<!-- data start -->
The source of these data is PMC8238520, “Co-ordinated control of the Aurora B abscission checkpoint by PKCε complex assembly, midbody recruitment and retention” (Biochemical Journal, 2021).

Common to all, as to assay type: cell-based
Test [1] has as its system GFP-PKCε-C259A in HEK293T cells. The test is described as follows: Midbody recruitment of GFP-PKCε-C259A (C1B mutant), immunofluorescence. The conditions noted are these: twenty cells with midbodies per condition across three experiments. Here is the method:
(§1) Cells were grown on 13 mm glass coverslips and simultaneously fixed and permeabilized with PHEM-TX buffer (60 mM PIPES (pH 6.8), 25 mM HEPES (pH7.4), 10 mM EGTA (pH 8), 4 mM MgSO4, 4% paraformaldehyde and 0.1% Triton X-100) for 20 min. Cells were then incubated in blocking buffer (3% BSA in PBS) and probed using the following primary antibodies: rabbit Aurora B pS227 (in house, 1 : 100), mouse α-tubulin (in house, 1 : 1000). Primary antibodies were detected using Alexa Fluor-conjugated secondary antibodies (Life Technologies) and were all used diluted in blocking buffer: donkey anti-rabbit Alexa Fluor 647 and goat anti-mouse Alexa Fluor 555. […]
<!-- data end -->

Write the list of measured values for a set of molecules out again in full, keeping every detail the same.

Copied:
The source of these data is PMC8238520, “Co-ordinated control of the Aurora B abscission checkpoint by PKCε complex assembly, midbody recruitment and retention” (Biochemical Journal, 2021).

Common to all, as to assay type: cell-based
Test [1] has as its system GFP-PKCε-C259A in HEK293T cells. The test is described as follows: Midbody recruitment of GFP-PKCε-C259A (C1B mutant), immunofluorescence. The conditions noted are these: twenty cells with midbodies per condition across three experiments. Here is the method:
(§1) Cells were grown on 13 mm glass coverslips and simultaneously fixed and permeabilized with PHEM-TX buffer (60 mM PIPES (pH 6.8), 25 mM HEPES (pH7.4), 10 mM EGTA (pH 8), 4 mM MgSO4, 4% paraformaldehyde and 0.1% Triton X-100) for 20 min. Cells were then incubated in blocking buffer (3% BSA in PBS) and probed using the following primary antibodies: rabbit Aurora B pS227 (in house, 1 : 100), mouse α-tubulin (in house, 1 : 1000). Primary antibodies were detected using Alexa Fluor-conjugated secondary antibodies (Life Technologies) and were all used diluted in blocking buffer: donkey anti-rabbit Alexa Fluor 647 and goat anti-mouse Alexa Fluor 555. […]